The Government in the Sunshine Act is a U.S. law passed in 1976 that affects the operations of the federal government, Congress, federal commissions, and other legally constituted federal bodies. It is one of a number of Freedom of Information Acts, intended to create greater transparency in government.
The Sunshine Act provides, with ten specified exemptions, that ‘every portion of every meeting of an agency shall be open to public observation.’ 5 U.S.C. 552b(b) It imposes procedural requirements to ensure, inter alia [among other things], that advance notice is given to the public before agency meetings take place. It also imposes procedural requirements an agency must follow before determining that one of the ten exemptions from the openness requirement applies. However, neither the openness requirement, nor the related procedural requirements, are triggered unless the governmental entity at issue is an ‘agency,’ and unless the gathering in question is a ‘meeting’ of the agency.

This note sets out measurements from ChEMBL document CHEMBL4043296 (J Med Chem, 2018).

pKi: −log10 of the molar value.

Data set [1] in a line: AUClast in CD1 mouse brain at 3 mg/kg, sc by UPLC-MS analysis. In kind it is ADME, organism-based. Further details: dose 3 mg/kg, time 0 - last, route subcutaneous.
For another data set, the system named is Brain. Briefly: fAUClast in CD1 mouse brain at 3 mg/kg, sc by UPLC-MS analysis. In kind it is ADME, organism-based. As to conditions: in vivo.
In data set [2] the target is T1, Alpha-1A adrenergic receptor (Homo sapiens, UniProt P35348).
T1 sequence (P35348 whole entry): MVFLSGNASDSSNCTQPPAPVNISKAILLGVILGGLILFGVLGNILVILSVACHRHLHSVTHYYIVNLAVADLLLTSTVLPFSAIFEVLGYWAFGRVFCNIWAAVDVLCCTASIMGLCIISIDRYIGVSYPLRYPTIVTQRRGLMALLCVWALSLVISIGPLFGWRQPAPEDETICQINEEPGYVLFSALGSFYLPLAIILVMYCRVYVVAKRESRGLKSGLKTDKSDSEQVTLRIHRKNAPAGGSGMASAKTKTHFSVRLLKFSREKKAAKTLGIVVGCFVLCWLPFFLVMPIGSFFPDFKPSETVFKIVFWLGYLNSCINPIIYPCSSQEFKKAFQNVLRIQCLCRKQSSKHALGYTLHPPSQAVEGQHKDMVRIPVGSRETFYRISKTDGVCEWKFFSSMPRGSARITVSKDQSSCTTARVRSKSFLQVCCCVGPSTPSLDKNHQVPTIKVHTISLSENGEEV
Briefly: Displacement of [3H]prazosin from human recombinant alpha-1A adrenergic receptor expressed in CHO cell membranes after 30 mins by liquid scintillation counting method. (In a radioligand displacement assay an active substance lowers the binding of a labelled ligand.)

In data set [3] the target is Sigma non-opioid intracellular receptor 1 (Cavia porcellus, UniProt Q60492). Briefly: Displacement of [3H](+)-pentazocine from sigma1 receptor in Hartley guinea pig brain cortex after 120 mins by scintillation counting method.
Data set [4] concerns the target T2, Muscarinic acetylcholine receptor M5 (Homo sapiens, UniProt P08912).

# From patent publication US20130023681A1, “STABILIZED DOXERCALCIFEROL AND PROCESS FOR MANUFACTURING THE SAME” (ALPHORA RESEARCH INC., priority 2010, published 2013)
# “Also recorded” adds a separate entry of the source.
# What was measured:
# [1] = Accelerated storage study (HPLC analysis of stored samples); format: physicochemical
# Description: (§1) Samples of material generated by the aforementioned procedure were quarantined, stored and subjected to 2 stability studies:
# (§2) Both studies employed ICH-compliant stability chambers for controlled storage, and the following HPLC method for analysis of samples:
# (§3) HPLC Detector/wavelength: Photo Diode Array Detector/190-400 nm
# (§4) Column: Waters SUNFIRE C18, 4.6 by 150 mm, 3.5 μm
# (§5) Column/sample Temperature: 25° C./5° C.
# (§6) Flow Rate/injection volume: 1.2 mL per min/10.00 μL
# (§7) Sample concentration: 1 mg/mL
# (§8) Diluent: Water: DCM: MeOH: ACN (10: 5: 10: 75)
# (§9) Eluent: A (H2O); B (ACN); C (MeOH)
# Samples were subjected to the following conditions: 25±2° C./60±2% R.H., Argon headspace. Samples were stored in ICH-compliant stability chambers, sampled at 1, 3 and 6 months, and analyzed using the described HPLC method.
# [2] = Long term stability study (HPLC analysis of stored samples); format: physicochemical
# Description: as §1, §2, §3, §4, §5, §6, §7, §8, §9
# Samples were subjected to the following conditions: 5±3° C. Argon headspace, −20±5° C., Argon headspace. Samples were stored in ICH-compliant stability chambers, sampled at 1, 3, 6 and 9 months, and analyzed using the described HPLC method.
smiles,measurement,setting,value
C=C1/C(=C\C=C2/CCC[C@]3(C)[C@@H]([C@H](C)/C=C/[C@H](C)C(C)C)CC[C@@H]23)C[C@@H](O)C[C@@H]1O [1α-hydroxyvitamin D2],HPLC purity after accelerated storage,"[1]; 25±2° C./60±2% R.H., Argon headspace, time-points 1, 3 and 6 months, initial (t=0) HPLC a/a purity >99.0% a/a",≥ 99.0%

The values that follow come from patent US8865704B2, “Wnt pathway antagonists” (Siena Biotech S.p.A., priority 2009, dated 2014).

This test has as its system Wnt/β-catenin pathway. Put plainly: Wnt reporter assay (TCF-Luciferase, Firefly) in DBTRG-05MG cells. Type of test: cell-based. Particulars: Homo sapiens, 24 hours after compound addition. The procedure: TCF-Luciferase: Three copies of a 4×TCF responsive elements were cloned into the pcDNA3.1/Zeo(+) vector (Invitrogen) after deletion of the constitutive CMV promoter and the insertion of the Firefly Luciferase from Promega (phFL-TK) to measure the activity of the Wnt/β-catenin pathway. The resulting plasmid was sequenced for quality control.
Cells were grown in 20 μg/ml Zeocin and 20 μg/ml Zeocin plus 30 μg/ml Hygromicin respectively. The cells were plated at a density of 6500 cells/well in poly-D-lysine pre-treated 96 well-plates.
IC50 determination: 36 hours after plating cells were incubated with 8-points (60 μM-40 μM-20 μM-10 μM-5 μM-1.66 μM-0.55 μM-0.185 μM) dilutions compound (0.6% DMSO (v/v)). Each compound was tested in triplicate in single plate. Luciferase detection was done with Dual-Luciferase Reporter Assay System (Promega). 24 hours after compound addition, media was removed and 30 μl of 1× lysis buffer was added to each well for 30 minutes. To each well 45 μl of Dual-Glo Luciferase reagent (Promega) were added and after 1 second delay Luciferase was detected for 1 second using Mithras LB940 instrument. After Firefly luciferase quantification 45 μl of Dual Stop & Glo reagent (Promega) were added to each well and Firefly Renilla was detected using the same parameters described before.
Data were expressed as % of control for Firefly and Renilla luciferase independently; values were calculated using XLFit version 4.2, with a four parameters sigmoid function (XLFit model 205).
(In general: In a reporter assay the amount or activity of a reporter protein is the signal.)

The Sunshine Act enumerates ten specific exemptions for categories of information that need not be disclosed, including:
- information relating to national defense,
- related solely to internal personnel rules and practices,
- related to accusing a person of a crime,
- related to information where disclosure would constitute a breach of privacy,
- related to investigatory records where the information would harm the proceedings,
- related to information which would lead to financial speculation or endanger the stability of any financial institution, and
- related to the agency’s participation in legal proceedings.
State sunshine laws are the laws in each state that govern public access to governmental records. These laws are sometimes known as open records laws or public records laws, and are also collectively referred to as FOIA laws, after the federal Freedom of Information Act.